BY STEFANI DIAS
Photo Credit: Alex Horvath / The Californian
For Brazilian artist Arlin Graff, known for his large-scale animal murals, bigger is always better.
So when he arrived earlier this month to begin work on a piece on the south-facing wall between The BLVD and Temblor Brewing Co., he knew it would be a good one.
“He was very excited by the size of the wall when he got here,” said Kacy Johnson, Graff’s wife who helps schedule his projects. “It was bigger than he was envisioning.”
The 28-foot-high wall is deep in the process of being transformed by Graff. White lines that the artist laid down, reflecting his background in graffiti art, are making way for colorful patches of hot pink, orange, magenta, neon green and more as the project nears completion.
Once completed, the vibrant kit fox will be a focal point in the parking lot connecting the two businesses off of Buck Owens Boulevard, which was the aim of the Bynum and Mazzei families, which facilitated the project. (David Bynum is CEO of The BLVD and brother Don is co-owner of Temblor.)
“We wanted to activate the space,” said Marley Sherry, director of architecture and construction management for Gregory D. Bynum and Associates Inc., who worked directly with Graff and Johnson. “We’ve got a big wall there and wanted to bring something fun and colorful to make it a little more lively.”
Graff said the vividness of his work, which can be seen in Brazil, Turkey, Taiwan, Canada and throughout the U.S., draws in viewers.
“It’s all about the colors,” he said. “They (viewers) don’t necessarily understand the design but the colors make people happy.”
When it came to the subject, the Bynum team was interested in selecting a creature indigenous to the area, a departure for Graff, who is known for his urban works featuring non-city-dwelling polar bears, tigers, zebras and sea turtles.
“Normally when I paint animals, I pick different animals (that are) not from the place,” he said. “I like the contrast.”
Johnson added, “He likes painting animals in the city because we’re taking over animal habitats.”
Sherry said they were open to his ideas but also suggested a kit fox.
“He was not familiar with the kit fox,” she said. “He looked it up and fell in love.”
After finalizing the design and laying the lines, Graff works about 10 hours a day, sometimes aided by Johnson, a documentary photographer who said she “can also paint within the lines.”
Along the way, Graff found some tasks easier than others.
“Every project I have some sort of ‘surprise,’” he said referring to the band of textured bricks near the top of the wall, which he painted over four long days of detail work with a smaller brush.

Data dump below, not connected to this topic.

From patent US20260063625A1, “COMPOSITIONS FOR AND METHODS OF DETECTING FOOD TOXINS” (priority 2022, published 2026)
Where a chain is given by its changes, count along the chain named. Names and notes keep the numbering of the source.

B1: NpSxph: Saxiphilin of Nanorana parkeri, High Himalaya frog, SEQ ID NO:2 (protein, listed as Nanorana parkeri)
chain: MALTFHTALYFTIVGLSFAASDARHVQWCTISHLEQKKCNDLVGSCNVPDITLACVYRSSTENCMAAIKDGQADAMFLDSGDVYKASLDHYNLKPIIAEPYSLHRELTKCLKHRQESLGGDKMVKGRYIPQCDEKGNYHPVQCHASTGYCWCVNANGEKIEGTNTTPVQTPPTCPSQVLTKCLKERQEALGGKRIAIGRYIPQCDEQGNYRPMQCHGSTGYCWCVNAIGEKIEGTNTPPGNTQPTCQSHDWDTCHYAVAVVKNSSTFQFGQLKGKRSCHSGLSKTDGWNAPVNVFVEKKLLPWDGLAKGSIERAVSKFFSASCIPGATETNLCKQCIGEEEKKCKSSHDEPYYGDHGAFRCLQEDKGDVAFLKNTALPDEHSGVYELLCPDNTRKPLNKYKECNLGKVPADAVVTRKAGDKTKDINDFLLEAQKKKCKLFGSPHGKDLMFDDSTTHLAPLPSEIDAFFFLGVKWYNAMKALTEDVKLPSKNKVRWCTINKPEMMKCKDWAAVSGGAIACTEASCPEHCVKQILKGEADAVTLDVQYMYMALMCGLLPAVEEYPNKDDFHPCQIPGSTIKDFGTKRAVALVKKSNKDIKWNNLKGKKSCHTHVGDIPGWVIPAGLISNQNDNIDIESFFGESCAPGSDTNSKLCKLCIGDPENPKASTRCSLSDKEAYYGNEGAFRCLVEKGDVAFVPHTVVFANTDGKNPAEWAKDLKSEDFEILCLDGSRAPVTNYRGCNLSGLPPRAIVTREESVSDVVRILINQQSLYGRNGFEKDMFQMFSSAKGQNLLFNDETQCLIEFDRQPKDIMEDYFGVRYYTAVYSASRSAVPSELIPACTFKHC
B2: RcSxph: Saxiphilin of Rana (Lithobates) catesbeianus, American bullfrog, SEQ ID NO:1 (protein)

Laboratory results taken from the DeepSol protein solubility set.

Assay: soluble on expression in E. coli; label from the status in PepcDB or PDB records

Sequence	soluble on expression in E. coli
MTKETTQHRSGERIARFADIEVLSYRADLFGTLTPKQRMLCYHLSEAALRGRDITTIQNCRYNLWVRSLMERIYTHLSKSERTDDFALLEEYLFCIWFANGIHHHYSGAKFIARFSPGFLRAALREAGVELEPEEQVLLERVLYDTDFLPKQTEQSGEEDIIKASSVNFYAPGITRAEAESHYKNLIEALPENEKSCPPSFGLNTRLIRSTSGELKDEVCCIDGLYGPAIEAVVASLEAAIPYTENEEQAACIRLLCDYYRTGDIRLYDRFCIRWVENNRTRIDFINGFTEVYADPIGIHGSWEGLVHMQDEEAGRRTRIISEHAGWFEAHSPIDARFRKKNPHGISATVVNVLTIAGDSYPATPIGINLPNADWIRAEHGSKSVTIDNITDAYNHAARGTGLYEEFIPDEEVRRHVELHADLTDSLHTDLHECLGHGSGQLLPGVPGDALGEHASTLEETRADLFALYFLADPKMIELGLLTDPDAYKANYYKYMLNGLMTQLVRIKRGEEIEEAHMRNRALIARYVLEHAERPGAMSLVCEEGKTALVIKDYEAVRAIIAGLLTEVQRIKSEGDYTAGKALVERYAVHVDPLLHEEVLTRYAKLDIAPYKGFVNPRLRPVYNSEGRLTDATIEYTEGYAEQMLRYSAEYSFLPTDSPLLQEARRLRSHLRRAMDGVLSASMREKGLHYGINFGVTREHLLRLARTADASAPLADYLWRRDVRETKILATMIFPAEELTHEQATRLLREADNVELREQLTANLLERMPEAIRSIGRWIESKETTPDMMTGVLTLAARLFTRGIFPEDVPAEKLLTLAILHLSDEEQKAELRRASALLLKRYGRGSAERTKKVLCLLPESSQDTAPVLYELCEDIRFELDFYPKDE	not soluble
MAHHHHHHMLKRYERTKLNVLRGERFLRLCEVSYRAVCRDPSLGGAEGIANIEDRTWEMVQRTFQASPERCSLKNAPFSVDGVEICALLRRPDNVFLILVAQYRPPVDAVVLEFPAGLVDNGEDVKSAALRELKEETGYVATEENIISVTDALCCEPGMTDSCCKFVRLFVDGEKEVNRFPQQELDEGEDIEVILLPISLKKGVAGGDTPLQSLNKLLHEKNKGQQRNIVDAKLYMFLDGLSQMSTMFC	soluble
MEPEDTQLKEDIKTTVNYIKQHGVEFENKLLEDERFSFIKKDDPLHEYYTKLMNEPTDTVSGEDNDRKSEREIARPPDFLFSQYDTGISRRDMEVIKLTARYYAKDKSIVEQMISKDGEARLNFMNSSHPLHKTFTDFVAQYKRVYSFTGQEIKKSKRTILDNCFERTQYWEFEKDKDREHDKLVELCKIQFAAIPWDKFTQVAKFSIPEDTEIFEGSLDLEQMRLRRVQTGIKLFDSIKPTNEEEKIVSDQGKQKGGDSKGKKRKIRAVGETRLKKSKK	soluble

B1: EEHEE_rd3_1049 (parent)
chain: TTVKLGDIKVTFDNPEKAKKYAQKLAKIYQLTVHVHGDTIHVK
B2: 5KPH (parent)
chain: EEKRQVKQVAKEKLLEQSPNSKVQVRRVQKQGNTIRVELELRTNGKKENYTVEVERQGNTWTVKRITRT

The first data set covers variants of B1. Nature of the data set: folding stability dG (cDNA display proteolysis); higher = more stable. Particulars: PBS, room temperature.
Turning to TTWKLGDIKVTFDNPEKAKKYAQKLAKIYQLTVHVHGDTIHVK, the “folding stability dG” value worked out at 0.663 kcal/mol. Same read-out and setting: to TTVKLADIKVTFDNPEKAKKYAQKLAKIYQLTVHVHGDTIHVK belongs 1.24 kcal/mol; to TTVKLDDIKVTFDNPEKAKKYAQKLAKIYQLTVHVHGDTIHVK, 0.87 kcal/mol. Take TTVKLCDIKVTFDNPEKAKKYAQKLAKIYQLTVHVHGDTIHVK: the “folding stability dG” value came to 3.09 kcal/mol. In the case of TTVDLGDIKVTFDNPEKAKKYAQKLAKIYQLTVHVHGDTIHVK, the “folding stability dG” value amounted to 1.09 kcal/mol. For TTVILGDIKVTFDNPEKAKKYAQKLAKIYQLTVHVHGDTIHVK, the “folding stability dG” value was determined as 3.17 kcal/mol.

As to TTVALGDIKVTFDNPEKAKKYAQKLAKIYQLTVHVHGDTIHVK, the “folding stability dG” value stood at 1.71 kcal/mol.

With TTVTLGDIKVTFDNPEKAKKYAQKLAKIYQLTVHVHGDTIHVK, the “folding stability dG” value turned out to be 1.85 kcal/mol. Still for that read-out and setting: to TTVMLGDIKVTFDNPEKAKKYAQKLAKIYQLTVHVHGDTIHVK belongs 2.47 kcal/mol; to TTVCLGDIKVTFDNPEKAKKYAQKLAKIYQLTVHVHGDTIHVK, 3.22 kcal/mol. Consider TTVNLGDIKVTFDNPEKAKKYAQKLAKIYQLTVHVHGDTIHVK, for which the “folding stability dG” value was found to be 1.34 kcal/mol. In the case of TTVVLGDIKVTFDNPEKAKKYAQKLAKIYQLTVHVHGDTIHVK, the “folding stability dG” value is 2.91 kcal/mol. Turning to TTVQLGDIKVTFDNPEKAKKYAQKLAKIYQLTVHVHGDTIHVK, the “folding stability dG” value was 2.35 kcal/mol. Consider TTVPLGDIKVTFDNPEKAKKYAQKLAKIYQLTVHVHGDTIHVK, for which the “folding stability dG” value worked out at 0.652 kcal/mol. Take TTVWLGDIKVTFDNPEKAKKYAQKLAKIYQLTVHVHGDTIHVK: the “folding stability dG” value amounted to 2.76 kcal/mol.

He ends his days at either venue for food (fried artichoke hearts at Temblor, ahi tuna poke at The BLVD) and a beer (he favors Temblor’s Under a Blood Orange Sky).
“Normally I don’t drink a beer every day, but I go every night,” he said. “I feel local here, see the same people every night after work.”
Along with breaking bread together, Graff hopes to connect through his art.
“I’m always living in big cities,” said Graff, who’s from Sao Paolo and currently calls New York City home. “People get used to seeing the murals; it’s routine. In small towns, people aren’t used to seeing the murals. You get more of a connection with people.”
The artist said he’s had many people stop by while he was working to ask questions or admire his work.
And he wants the discussion to continue. Like with many of his other pieces, his larger message is about highlighting endangered animals and for people to understand doing their part.
“Because nature is really big, I make these animals bigger in size than in nature, compared with the normal person.”
He’s looking forward to Monday’s event when he can meet people and discuss his work, which should be completed by then.
“It’s good to see the reaction from the people,” he said noting that he’s often unable to return later to see how his work fares.
Johnson said they keep an eye on social media to follow along.
“We see people post photos of walls and see how the walls are changing.”
Sherry said for the Bakersfield work they’ll use the hashtag #kitfoxontheblvd on Instagram.
And this isn’t the last work planned for the neighborhood, she said.
“We’re also hoping to do other murals on the buildings in the area,” Sherry said referencing Wynwood Walls, a destination spot in Miami with huge, colorful street murals created by artists from around the globe.
“I don’t know if we can achieve that kind of notoriety but we’d like to bring in artists and hopefully use some local artists at some point.”
But like so many things, it starts with that first one.
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